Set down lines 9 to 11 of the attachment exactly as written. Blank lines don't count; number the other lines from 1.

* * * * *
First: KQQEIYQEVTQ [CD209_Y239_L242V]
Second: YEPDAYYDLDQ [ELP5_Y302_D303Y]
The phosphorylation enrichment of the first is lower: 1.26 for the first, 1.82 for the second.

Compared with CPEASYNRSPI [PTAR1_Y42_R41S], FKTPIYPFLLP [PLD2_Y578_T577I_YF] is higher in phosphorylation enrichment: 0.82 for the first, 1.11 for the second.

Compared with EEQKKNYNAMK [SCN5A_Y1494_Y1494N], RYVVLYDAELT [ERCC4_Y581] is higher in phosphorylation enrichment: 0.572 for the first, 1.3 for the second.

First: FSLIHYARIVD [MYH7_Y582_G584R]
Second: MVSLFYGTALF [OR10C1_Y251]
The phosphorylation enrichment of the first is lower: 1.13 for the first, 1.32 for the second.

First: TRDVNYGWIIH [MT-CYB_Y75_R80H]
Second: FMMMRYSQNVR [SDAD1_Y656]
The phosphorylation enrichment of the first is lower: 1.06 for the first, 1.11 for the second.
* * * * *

First: TRDVNYGWIIH [MT-CYB_Y75_R80H]
Second: FMMMRYSQNVR [SDAD1_Y656]
The phosphorylation enrichment of the first is lower: 1.06 for the first, 1.11 for the second.